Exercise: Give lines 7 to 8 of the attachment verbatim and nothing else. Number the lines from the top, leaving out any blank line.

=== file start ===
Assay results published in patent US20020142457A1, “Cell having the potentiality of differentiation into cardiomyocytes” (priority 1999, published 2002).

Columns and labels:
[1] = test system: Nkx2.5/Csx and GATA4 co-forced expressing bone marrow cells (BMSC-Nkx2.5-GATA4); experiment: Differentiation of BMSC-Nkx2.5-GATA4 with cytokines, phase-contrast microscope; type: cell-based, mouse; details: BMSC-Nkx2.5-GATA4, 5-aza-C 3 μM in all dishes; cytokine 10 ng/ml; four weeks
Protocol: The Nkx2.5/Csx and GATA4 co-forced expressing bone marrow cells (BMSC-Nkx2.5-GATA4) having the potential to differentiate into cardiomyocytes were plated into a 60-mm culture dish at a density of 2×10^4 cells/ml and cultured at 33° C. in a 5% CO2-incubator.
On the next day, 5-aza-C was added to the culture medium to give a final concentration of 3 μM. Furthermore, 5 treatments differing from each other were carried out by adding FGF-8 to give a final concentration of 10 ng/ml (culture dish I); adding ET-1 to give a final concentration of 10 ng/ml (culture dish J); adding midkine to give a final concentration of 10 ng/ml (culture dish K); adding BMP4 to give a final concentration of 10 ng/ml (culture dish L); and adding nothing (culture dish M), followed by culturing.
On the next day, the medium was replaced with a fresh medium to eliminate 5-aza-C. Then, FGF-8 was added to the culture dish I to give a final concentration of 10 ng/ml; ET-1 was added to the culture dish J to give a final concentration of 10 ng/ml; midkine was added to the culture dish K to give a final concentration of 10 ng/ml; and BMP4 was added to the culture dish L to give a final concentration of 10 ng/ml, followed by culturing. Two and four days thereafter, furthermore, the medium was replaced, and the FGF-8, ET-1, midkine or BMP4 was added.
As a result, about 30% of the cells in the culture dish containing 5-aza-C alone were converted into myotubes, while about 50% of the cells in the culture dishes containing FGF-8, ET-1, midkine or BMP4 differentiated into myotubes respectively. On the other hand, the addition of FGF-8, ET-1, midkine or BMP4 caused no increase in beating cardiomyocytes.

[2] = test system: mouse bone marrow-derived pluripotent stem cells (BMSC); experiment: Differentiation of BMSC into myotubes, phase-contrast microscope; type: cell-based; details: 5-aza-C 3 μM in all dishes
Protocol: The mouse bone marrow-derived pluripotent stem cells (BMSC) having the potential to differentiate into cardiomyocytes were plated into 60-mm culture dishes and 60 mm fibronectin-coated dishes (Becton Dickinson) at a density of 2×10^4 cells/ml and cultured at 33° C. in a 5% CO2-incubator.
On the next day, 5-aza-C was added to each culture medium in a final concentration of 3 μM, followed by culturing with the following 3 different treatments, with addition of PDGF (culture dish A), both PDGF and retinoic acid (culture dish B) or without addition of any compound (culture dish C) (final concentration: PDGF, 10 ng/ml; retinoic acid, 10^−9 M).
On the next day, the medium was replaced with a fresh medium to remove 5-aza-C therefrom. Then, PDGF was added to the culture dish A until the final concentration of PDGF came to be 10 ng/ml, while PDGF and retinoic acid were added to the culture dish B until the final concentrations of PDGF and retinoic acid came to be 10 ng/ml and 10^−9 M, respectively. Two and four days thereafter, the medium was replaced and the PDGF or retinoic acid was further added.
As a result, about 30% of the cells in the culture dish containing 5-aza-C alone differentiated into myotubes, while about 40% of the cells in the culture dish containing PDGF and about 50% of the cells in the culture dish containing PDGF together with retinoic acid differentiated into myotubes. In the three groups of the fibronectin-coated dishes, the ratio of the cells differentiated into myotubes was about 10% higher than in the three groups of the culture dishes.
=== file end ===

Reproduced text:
As a result, about 30% of the cells in the culture dish containing 5-aza-C alone were converted into myotubes, while about 50% of the cells in the culture dishes containing FGF-8, ET-1, midkine or BMP4 differentiated into myotubes respectively. On the other hand, the addition of FGF-8, ET-1, midkine or BMP4 caused no increase in beating cardiomyocytes.

[2] = test system: mouse bone marrow-derived pluripotent stem cells (BMSC); experiment: Differentiation of BMSC into myotubes, phase-contrast microscope; type: cell-based; details: 5-aza-C 3 μM in all dishes